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OpenTofu Denies Hashicorp’s Code-Stealing Accusations

It’s been ages since copyright conflicts have been an issue in open source circles, but they emerged when HashiCorp accused OpenTofu of “not respecting the terms of its BSL license governing its Terraform codebase.” OpenTofu denied Hashicorp’s accusation that it had stolen any of the Terraform Business Source License (BSL) code. Now, OpenTofu‘s law firm, Gesmer Updegrove, has formally denied Hashicorp‘s accusation.

Hashicorp did more than claim OpenTofu had misappropriated some of its code. Its law firm, Wilson Sonsini, issued a cease-and-desist order against OpenTofu. This read in part, “This is a cease and desist demand to the supporters of the OpenTofu project. Specifically, OpenTofu has repeatedly taken code HashiCorp provided only under the Business Software License (BSL) and used it in a manner that violates those license terms and HashiCorp’s intellectual property rights. In at least some instances, OpenTofu has incorrectly re-labeled HashiCorp’s code to make it appear as if it was made available by HashiCorp originally under a different license.”

The order continued, “Therefore, we demand that OpenTofu … cease and desist from further violations of HashiCorp’s BSL license and infringement of HashiCorp’s copyrights. If OpenTofu does not comply, we reserve all rights, including the right to send DMCA takedown notices to Github or any other third-party hosting or source code repository provider, and the right to initiate litigation to stop further violations.”

OpenTofu replied, “The OpenTofu team vehemently disagrees with any suggestion that it misappropriated, mis-sourced, or otherwise misused HashiCorp’s BSL code. All such statements have zero basis in facts.” In addition, it said, HashiCorp’s claims of copyright infringement are completely unsubstantiated.

Where’d the Code Come From?

As for the code in question, OpenTofu claims it can clearly be shown to have been copied from older code under the Mozilla Public License (MPL) 2.0. “HashiCorp seems to have copied the same code itself when they implemented their version of this feature. All of this is easily visible in our detailed SCO analysis, as well as their own comments.”

In a detailed source code origination (SCO) examination of the problematic source code, OpenTofu stated that HashiCorp was mistaken. “We believe that this is just a case of a misunderstanding where the code came from.” OpenTofu maintains the code was originally licensed under the MPL, not the BSL. If so, then OpenTofu was perfectly within its right to use the code in its codebase.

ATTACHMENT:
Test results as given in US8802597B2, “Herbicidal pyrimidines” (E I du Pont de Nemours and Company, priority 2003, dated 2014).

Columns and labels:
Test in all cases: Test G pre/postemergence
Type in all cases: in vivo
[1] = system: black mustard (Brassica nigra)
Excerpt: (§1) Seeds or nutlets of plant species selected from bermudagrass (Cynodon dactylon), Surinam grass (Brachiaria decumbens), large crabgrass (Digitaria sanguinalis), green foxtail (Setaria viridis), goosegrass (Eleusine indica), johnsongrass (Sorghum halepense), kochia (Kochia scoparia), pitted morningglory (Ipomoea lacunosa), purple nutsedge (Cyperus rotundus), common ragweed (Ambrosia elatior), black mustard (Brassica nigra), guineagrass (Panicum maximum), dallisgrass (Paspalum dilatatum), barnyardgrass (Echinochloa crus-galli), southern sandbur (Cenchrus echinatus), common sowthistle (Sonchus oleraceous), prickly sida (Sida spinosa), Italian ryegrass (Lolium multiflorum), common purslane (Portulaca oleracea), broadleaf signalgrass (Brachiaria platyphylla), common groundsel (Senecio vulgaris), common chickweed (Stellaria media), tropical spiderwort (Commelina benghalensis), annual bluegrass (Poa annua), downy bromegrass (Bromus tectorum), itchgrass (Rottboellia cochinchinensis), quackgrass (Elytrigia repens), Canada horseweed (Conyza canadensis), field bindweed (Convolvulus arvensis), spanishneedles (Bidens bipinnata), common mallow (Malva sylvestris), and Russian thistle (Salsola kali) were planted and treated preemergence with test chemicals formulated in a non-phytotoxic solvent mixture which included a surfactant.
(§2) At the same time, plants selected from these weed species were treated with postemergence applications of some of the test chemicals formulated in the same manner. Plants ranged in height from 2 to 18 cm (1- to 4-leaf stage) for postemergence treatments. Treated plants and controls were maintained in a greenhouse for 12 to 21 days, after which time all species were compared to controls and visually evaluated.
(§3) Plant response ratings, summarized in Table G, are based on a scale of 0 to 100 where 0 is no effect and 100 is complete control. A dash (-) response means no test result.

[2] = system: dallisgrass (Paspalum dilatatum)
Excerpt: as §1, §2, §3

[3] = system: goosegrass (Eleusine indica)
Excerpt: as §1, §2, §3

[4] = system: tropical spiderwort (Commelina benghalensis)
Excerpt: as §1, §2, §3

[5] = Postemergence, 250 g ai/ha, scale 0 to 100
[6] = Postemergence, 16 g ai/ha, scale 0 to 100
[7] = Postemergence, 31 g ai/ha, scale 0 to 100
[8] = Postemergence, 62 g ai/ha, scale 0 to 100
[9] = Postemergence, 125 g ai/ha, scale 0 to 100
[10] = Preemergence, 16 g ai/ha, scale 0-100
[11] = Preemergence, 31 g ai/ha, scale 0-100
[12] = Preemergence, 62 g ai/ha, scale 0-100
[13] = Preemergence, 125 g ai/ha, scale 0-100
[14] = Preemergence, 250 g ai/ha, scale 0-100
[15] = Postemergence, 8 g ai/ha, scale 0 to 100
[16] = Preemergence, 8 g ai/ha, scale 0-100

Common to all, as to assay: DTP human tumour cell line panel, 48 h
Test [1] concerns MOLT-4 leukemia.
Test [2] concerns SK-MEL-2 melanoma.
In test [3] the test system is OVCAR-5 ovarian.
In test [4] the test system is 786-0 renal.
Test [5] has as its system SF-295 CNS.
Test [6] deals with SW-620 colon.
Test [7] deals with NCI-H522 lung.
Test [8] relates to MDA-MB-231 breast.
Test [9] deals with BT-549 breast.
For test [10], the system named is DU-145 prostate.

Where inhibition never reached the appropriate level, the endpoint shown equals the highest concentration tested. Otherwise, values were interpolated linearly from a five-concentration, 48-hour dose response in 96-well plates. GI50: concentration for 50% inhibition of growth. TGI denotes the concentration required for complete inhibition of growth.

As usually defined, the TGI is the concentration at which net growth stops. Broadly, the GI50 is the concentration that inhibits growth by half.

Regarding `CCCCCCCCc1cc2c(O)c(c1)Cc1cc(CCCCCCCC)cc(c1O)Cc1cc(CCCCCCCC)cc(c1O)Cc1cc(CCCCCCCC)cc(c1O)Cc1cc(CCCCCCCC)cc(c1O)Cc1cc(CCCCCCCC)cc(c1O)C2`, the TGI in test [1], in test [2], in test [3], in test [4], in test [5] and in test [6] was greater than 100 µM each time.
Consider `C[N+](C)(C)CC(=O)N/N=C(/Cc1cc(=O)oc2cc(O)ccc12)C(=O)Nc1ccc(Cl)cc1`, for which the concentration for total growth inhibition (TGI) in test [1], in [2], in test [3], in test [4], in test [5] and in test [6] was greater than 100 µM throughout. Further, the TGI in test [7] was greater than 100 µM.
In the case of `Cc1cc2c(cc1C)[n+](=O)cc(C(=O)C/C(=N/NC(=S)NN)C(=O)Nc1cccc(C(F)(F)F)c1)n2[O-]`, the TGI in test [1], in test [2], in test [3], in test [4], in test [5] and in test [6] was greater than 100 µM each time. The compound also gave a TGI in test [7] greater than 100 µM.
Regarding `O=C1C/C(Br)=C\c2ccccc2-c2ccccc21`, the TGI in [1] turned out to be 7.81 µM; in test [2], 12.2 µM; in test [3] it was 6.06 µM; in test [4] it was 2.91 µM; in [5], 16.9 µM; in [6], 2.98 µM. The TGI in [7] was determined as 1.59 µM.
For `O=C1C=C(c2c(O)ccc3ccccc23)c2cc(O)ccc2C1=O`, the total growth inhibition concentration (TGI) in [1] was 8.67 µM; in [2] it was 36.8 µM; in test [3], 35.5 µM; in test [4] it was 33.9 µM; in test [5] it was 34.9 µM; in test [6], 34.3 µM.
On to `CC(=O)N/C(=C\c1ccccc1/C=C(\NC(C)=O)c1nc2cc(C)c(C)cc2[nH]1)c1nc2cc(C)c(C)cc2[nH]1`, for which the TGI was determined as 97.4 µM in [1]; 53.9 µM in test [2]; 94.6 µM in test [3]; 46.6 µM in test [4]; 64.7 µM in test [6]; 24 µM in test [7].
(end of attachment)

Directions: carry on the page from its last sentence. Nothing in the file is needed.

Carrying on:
OpenTofu’s attorney said, “Both the OpenTofu files to which you refer and HashiCorp’s Terraform files to which you compare them are both derived (at least to some degree) from the pre-fork MPL-2.0 files – code that was made publicly available under the MPL.” Therefore, “To my client’s knowledge, none of the Terraform code subject to the BUSL has been improperly copied, incorrectly sourced, or used for any purpose.”

The attorney went on to say that HashiCorp should have known this. “[W]hile you complain that a comparison of HashiCorp Terraform code to OpenTofu files show ‘substantial similarity’ between the two, the diff files you attach to your Letter actually show the compared files to be quite dissimilar.”

The OpenTofu lawyer continued, “Going forward, we would be open to establishing developer liaison contacts between OpenTofu and Terraform, who would be available to review and address any intellectual property concerns with submitted contributions to OpenTofu or Terraform.”

Laferra concluded, “In the future, if you should have any concerns or questions about how source code in OpenTofu is developed, we would ask that you contact us first. Immediately issuing DMCA takedown notices and igniting salacious negative press articles is not the most helpful path to resolving concerns like this.”

So, what’s next? Having covered more than my fair share of intellectual property legal conflicts, I don’t expect HashiCorp to back down. I fear that this issue will be resolved in the courts, not in Git repositories.

Photo credit: Maarten van den Heuvel on Unsplash

Steven J. Vaughan-Nichols

Steven J. Vaughan-Nichols, aka sjvn, has been writing about technology and the business of technology since CP/M-80 was the cutting-edge PC operating system, 300bps was a fast Internet connection, and WordStar was the state-of-the-art word processor. And we liked it!

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